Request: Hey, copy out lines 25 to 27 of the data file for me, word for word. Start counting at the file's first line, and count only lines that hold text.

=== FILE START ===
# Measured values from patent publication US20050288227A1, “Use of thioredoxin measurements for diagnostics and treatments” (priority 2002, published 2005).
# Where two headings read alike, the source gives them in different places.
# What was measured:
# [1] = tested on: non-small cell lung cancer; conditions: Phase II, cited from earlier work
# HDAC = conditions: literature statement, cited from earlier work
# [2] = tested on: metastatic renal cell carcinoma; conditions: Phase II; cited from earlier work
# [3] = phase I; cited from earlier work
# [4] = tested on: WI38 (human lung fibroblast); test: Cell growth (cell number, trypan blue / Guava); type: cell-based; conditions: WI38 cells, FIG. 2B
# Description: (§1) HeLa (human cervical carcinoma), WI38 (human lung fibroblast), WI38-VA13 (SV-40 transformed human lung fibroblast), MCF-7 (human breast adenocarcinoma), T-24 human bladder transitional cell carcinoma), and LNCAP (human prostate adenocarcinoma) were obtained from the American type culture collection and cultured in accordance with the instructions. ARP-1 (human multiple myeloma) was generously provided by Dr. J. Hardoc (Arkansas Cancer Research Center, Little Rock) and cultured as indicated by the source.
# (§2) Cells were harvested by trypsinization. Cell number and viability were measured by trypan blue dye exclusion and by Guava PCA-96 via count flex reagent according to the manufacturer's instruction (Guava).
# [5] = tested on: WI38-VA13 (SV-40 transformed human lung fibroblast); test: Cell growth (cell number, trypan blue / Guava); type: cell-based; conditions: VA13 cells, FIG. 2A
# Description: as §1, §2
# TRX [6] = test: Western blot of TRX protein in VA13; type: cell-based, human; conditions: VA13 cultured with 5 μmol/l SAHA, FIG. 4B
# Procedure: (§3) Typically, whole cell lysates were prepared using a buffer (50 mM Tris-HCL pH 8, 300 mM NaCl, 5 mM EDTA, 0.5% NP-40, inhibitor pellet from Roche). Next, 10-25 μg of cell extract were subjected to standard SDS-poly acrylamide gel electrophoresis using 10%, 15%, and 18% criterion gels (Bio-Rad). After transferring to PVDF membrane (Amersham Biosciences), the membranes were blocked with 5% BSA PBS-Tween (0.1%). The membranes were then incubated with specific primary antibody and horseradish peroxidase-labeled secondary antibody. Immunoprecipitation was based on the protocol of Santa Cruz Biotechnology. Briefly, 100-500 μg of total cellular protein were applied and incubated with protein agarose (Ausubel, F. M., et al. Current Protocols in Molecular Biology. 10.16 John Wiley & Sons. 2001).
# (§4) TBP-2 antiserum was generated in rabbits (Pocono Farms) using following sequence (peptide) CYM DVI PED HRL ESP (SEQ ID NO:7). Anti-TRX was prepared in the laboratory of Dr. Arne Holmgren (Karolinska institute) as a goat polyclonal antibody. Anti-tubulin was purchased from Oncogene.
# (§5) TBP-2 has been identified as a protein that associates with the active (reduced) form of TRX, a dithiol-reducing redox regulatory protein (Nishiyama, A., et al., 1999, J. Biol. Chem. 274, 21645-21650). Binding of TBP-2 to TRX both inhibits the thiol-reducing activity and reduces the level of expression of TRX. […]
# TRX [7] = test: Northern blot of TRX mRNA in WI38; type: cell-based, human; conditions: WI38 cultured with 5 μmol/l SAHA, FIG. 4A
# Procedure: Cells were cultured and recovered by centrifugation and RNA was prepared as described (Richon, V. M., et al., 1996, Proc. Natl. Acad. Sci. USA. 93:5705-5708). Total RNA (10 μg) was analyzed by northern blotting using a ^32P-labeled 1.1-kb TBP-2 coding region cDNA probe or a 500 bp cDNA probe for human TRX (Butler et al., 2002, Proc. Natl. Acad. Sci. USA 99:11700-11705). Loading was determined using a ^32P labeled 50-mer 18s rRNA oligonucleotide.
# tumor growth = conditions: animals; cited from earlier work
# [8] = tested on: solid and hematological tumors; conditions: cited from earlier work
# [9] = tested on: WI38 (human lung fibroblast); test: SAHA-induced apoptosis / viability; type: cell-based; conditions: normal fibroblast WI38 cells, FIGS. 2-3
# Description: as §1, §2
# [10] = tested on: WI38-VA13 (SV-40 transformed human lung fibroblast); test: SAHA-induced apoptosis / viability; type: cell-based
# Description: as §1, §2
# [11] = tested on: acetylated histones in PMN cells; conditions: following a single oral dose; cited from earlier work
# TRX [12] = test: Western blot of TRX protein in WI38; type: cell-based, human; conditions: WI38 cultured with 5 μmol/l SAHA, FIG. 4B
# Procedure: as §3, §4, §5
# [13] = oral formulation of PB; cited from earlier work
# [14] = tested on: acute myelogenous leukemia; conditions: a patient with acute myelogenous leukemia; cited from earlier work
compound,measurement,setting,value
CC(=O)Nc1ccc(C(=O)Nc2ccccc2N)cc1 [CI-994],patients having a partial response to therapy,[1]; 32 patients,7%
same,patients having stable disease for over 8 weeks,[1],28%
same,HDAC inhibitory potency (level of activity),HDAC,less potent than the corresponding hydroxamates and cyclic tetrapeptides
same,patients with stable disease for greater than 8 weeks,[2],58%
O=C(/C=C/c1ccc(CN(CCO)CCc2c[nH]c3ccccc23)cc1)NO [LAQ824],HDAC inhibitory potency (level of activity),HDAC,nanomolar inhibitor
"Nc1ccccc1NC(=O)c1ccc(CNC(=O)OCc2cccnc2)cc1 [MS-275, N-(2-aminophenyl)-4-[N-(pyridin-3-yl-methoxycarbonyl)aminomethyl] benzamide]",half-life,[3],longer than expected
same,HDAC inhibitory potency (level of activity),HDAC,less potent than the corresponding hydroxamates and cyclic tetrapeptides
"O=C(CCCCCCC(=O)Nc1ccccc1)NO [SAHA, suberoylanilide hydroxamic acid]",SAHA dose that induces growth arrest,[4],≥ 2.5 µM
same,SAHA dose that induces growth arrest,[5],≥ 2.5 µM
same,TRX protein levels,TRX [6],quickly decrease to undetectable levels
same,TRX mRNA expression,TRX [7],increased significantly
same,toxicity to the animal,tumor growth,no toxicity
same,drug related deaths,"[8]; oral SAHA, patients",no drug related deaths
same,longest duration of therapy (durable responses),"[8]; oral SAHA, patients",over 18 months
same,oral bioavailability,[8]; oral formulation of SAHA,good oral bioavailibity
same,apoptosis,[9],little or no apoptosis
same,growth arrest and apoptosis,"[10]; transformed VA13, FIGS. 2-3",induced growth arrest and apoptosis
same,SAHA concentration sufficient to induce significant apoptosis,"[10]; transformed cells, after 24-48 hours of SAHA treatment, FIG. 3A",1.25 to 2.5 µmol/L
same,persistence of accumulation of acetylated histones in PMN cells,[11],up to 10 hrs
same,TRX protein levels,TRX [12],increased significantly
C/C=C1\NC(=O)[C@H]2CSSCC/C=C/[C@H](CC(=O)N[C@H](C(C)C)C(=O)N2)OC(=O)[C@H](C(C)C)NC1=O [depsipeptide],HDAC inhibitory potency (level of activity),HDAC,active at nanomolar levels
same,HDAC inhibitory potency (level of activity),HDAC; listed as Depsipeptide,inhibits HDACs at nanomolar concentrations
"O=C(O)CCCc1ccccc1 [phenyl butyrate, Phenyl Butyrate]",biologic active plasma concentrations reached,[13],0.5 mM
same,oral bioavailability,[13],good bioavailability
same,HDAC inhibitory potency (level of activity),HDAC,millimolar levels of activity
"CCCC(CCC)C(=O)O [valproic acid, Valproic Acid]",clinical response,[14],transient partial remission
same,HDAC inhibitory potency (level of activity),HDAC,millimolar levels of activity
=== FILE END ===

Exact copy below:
# [11] = tested on: acetylated histones in PMN cells; conditions: following a single oral dose; cited from earlier work
# TRX [12] = test: Western blot of TRX protein in WI38; type: cell-based, human; conditions: WI38 cultured with 5 μmol/l SAHA, FIG. 4B
# Procedure: as §3, §4, §5